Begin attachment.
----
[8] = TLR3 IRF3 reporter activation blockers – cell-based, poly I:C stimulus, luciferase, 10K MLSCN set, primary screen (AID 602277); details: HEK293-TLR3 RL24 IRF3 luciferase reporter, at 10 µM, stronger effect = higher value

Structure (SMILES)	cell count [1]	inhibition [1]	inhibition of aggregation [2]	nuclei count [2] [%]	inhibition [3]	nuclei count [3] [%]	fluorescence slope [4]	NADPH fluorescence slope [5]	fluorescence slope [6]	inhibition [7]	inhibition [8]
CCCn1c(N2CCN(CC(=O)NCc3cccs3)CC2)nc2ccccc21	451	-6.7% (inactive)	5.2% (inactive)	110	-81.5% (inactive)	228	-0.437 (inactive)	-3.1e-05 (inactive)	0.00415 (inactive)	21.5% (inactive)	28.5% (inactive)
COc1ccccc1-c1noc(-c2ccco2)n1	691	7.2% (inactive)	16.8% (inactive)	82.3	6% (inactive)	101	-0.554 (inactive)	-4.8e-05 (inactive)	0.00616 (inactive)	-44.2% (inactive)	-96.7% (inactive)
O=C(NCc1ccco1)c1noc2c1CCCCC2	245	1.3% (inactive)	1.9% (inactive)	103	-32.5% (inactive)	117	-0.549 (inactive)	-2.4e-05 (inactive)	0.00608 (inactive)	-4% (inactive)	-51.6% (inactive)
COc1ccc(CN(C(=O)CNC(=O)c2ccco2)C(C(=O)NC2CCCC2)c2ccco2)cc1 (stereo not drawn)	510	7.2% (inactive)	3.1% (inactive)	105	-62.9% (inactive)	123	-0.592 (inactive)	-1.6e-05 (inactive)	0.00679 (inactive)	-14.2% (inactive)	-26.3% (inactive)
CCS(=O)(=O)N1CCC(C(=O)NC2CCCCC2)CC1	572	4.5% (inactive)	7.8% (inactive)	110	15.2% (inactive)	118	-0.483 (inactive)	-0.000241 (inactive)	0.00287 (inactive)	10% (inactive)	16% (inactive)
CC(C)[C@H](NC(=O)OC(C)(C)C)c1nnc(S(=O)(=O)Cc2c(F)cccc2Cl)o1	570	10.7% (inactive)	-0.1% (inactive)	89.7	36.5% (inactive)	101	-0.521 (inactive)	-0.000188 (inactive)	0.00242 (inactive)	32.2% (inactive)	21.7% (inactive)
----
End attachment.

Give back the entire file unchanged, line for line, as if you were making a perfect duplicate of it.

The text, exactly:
[8] = TLR3 IRF3 reporter activation blockers – cell-based, poly I:C stimulus, luciferase, 10K MLSCN set, primary screen (AID 602277); details: HEK293-TLR3 RL24 IRF3 luciferase reporter, at 10 µM, stronger effect = higher value

Structure (SMILES)	cell count [1]	inhibition [1]	inhibition of aggregation [2]	nuclei count [2] [%]	inhibition [3]	nuclei count [3] [%]	fluorescence slope [4]	NADPH fluorescence slope [5]	fluorescence slope [6]	inhibition [7]	inhibition [8]
CCCn1c(N2CCN(CC(=O)NCc3cccs3)CC2)nc2ccccc21	451	-6.7% (inactive)	5.2% (inactive)	110	-81.5% (inactive)	228	-0.437 (inactive)	-3.1e-05 (inactive)	0.00415 (inactive)	21.5% (inactive)	28.5% (inactive)
COc1ccccc1-c1noc(-c2ccco2)n1	691	7.2% (inactive)	16.8% (inactive)	82.3	6% (inactive)	101	-0.554 (inactive)	-4.8e-05 (inactive)	0.00616 (inactive)	-44.2% (inactive)	-96.7% (inactive)
O=C(NCc1ccco1)c1noc2c1CCCCC2	245	1.3% (inactive)	1.9% (inactive)	103	-32.5% (inactive)	117	-0.549 (inactive)	-2.4e-05 (inactive)	0.00608 (inactive)	-4% (inactive)	-51.6% (inactive)
COc1ccc(CN(C(=O)CNC(=O)c2ccco2)C(C(=O)NC2CCCC2)c2ccco2)cc1 (stereo not drawn)	510	7.2% (inactive)	3.1% (inactive)	105	-62.9% (inactive)	123	-0.592 (inactive)	-1.6e-05 (inactive)	0.00679 (inactive)	-14.2% (inactive)	-26.3% (inactive)
CCS(=O)(=O)N1CCC(C(=O)NC2CCCCC2)CC1	572	4.5% (inactive)	7.8% (inactive)	110	15.2% (inactive)	118	-0.483 (inactive)	-0.000241 (inactive)	0.00287 (inactive)	10% (inactive)	16% (inactive)
CC(C)[C@H](NC(=O)OC(C)(C)C)c1nnc(S(=O)(=O)Cc2c(F)cccc2Cl)o1	570	10.7% (inactive)	-0.1% (inactive)	89.7	36.5% (inactive)	101	-0.521 (inactive)	-0.000188 (inactive)	0.00242 (inactive)	32.2% (inactive)	21.7% (inactive)